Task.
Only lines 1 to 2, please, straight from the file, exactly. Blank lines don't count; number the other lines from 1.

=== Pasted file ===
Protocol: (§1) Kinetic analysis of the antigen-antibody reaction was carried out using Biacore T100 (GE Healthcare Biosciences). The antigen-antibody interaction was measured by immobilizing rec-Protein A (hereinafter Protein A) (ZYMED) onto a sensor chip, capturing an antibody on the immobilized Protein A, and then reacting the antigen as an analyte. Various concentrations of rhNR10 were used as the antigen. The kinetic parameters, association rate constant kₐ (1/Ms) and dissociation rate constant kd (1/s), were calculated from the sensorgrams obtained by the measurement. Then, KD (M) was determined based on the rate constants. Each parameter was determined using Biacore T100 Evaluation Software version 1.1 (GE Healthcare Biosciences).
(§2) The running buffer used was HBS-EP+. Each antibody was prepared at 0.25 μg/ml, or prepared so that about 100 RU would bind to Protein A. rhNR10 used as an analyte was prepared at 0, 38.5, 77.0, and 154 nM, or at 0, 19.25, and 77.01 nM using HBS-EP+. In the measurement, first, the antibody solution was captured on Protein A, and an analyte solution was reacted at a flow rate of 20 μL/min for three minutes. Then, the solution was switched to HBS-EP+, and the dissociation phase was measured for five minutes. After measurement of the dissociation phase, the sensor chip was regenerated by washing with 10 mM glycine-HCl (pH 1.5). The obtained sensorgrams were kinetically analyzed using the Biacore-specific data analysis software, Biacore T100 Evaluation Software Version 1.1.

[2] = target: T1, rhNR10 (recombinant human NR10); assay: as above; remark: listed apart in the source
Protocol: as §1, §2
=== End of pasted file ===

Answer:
Protocol: (§1) Kinetic analysis of the antigen-antibody reaction was carried out using Biacore T100 (GE Healthcare Biosciences). The antigen-antibody interaction was measured by immobilizing rec-Protein A (hereinafter Protein A) (ZYMED) onto a sensor chip, capturing an antibody on the immobilized Protein A, and then reacting the antigen as an analyte. Various concentrations of rhNR10 were used as the antigen. The kinetic parameters, association rate constant kₐ (1/Ms) and dissociation rate constant kd (1/s), were calculated from the sensorgrams obtained by the measurement. Then, KD (M) was determined based on the rate constants. Each parameter was determined using Biacore T100 Evaluation Software version 1.1 (GE Healthcare Biosciences).
(§2) The running buffer used was HBS-EP+. Each antibody was prepared at 0.25 μg/ml, or prepared so that about 100 RU would bind to Protein A. rhNR10 used as an analyte was prepared at 0, 38.5, 77.0, and 154 nM, or at 0, 19.25, and 77.01 nM using HBS-EP+. In the measurement, first, the antibody solution was captured on Protein A, and an analyte solution was reacted at a flow rate of 20 μL/min for three minutes. Then, the solution was switched to HBS-EP+, and the dissociation phase was measured for five minutes. After measurement of the dissociation phase, the sensor chip was regenerated by washing with 10 mM glycine-HCl (pH 1.5). The obtained sensorgrams were kinetically analyzed using the Biacore-specific data analysis software, Biacore T100 Evaluation Software Version 1.1.